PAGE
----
Dominator feels the love

DON BRENNAN -- Ottawa Sun

, Last Updated: 6:24 PM ET

BUFFALO -- Sabres 2, Senators 1 (SO)

Of course they love the Dominator here. You could tell that early on, just by the way about 17,451 of the 17,451 at HSBC Arena were chanting his name in unison after the first goal of the night slipped by him.

They have to love Dominik Hasek for nine seasons of mostly exceptional goaltending he provided the Sabres and for the $1-million cheque he signed enabling underprivileged inner city kids to play hockey in the Hasek's Heroes program started a few years back.

And they have to love him here because who else has had the nerve to physically attack a sportswriter -- those know-it-alls who keep reminding Buffalo sports fans their NHL team has only two losing trips to the Stanley Cup final to show for its 34 years of existence and that a Scott Norwood kick tends to veer right at the most inopportune time.

Hasek, now the 41-year-old glue that holds the Senators together, snapped during the first playoff series in Ottawa's history. Not the biggest fan of then-Sabres coach Ted Nolan to begin with, Hasek pulled himself out of Game 3, complaining of a sore knee, with just over four minutes to go in the second period and the score tied 1-1.

The Sabres won that night -- despite Alexei Yashin's lone goal of the seven-game series -- but Hasek came under scrutiny from Buffalo Evening News columnist Jim Kelley, nonetheless.

When Kelley heard from the team doctor that Hasek had only a mild sprain of the MCL, he wrote a piece questioning the man's mental toughness and revealing details about his relationship with Nolan.

And the next time Kelley asked Hasek for an interview, the response he received was totally unexpected. Hasek yelled at him, pushed him and ripped his shirt before witnesses stepped in.

A few days later, Hasek issued a formal apology to Kelly, and the next week he was handed a three-game suspension and $10,000 fine by the NHL.

Vaclav Varada, a teammate of Hasek's in Buffalo and Ottawa, says the goalie is more "relaxed" at this stage of his career. He thinks it's perhaps because he has won a Stanley Cup (in Detroit) and that in Ottawa Hasek has a stronger supporting cast.

Hasek, who was his usual sprawling, diving, flipping and flopping self last night in making 26 saves in the 2-1 shootout loss, also showed some of his old spunk at the end of the second period. After a scramble in which he clearly felt a little claustrophobic, he punched Paul Gaustad, knocking the big centre to the ice and prompting loud boos from the audience. When Gaustad didn't immediately get up, Hasek skated over to see if he was okay, then gestured like he was telling the rookie "that's what happens when you start pushing me."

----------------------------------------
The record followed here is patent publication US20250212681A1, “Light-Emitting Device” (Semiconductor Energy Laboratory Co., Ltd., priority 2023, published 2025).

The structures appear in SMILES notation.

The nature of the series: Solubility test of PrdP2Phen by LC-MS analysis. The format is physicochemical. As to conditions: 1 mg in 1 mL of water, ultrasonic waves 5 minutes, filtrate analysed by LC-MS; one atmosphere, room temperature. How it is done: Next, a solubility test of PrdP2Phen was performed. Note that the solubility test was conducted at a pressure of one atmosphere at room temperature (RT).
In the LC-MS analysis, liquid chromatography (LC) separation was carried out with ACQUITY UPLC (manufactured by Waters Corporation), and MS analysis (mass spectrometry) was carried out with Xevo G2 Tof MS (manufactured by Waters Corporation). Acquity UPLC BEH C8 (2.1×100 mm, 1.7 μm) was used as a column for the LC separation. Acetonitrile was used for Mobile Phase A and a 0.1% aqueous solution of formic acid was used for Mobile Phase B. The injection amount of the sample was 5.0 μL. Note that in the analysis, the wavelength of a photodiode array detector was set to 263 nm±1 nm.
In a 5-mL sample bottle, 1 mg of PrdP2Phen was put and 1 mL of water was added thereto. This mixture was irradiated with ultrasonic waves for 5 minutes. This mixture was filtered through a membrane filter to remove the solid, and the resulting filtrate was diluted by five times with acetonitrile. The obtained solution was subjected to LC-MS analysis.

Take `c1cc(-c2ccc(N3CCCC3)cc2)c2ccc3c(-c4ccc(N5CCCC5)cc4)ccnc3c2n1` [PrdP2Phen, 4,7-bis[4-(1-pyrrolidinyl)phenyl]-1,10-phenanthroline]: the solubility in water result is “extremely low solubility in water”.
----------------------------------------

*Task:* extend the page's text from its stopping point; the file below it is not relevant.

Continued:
Kelley could have told Gaustad that awhile ago.

Stars and Stops:

In the tempo-setting first four minutes, he had Ottawa's best scoring chance, hustled back to break up a Sabres rush and crushed Jason Pominville with a hit along the boards. In other words, Mike Fisher was the Senators' best all-round player, just like he has been for much of the season ... Question -- what former Senator now sells drugs for a living? Answer below ... Was there a convoy of fans from Ottawa here last night or what? Sure sounded like it after Bryan Smolinski scored.

Between Periods:

In a season that has already provided you a number of thrills, Sens fans, don't you miss the days when Anton "A-Train" Volchenkov regularly lived up to his nickname with bone-jarring hits? ... The big boys at TSN have told Pierre "Knows Everything" McGuire they'll give him a chance to work the booth for a half of a CFL game this season, but that's more for him than it is for them. "I just love the CFL," Pierre said. "I'm an addict."

Things That Make You Go Hmmm...:

Took awhile, but, as the Buffalo paper declared this week, "Brian Campbell has arrived as an NHL defenceman." Writing about the play of Campbell in Thursday's 4-2 win over Philadelphia, Buffalo News columnist Bob DiCesare reported that the former 67's star "was all over the ice, flying end to end," and that "at times you had to wonder if it was 1985 and Phil Housley was back in a Sabres uniform." Pretty strong praise, considering Housley is 33rd on the NHL's all-time scoring list with 1,232 points in a 1,495-game career that ended in 2002-03 ... Campbell's comfort level has grown significantly this season, as is evident in a TV interview he did the other day. When asked who he liked in the Super Bowl, he replied Pittsburgh. When asked why, he smiled and said: "Why? I don't know why. Because they're tough. Just like me."

Punch Lines:

Along with missing two games, Brian Pothier dropped five pounds while fighting the food poisoning he thinks might have been served him in a bowl of lobster bisque Monday. "I'd like to have 20 bowls of that lobster bisque," quipped Senators play-by-play man Dean Brown ... Dave Hannan, who played 34 games for the Senators in the 1996-97 season, is now a pharmaceutical supplier in Pittsburgh.

SOME THINGS WORTH NOTING...

BIRD-DOGGIN': Attending last night's game were scouts from 12 different teams, including the Florida Panthers (hello Olli Jokinen) and Chicago Blackhawks (what up, Matt Barnaby?).

RAY RAP: As one of the most frequent fighters in NHL history, Rob Ray was asked for his opinion on Brian McGrattan this week. "He's a big guy with long arms," said Ray, who wasn't. "And he's got the mentality for it. He's got a little chip on his shoulder, little bit of an ego and he's not timid." Now THAT sounds like Ray, in his hey day.

don.brennan@ott.sunpub.com


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